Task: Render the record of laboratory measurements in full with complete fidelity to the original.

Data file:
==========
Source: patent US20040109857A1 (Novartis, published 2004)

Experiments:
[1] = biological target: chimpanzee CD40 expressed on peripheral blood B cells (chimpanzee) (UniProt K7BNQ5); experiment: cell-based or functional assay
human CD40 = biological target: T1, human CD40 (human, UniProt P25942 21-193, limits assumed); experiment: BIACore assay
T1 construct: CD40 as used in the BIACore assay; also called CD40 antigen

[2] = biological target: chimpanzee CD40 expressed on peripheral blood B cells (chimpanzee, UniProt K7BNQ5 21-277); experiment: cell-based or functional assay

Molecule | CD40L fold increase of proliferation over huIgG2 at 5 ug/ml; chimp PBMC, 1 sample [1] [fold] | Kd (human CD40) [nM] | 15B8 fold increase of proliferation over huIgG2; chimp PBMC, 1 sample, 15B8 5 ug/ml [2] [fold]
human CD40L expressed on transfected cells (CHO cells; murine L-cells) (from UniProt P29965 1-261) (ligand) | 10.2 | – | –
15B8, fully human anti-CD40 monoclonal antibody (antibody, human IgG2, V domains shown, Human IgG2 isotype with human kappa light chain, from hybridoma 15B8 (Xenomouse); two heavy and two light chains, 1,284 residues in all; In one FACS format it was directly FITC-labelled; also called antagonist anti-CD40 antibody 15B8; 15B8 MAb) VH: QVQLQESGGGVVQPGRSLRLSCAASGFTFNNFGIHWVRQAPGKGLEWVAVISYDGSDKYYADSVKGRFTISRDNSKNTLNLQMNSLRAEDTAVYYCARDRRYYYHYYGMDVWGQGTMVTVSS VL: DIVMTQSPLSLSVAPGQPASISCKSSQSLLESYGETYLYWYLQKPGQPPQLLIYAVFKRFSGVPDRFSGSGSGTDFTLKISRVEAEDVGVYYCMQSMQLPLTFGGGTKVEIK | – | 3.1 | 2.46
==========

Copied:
Source: patent US20040109857A1 (Novartis, published 2004)

Experiments:
[1] = biological target: chimpanzee CD40 expressed on peripheral blood B cells (chimpanzee) (UniProt K7BNQ5); experiment: cell-based or functional assay
human CD40 = biological target: T1, human CD40 (human, UniProt P25942 21-193, limits assumed); experiment: BIACore assay
T1 construct: CD40 as used in the BIACore assay; also called CD40 antigen

[2] = biological target: chimpanzee CD40 expressed on peripheral blood B cells (chimpanzee, UniProt K7BNQ5 21-277); experiment: cell-based or functional assay

Molecule | CD40L fold increase of proliferation over huIgG2 at 5 ug/ml; chimp PBMC, 1 sample [1] [fold] | Kd (human CD40) [nM] | 15B8 fold increase of proliferation over huIgG2; chimp PBMC, 1 sample, 15B8 5 ug/ml [2] [fold]
human CD40L expressed on transfected cells (CHO cells; murine L-cells) (from UniProt P29965 1-261) (ligand) | 10.2 | – | –
15B8, fully human anti-CD40 monoclonal antibody (antibody, human IgG2, V domains shown, Human IgG2 isotype with human kappa light chain, from hybridoma 15B8 (Xenomouse); two heavy and two light chains, 1,284 residues in all; In one FACS format it was directly FITC-labelled; also called antagonist anti-CD40 antibody 15B8; 15B8 MAb) VH: QVQLQESGGGVVQPGRSLRLSCAASGFTFNNFGIHWVRQAPGKGLEWVAVISYDGSDKYYADSVKGRFTISRDNSKNTLNLQMNSLRAEDTAVYYCARDRRYYYHYYGMDVWGQGTMVTVSS VL: DIVMTQSPLSLSVAPGQPASISCKSSQSLLESYGETYLYWYLQKPGQPPQLLIYAVFKRFSGVPDRFSGSGSGTDFTLKISRVEAEDVGVYYCMQSMQLPLTFGGGTKVEIK | – | 3.1 | 2.46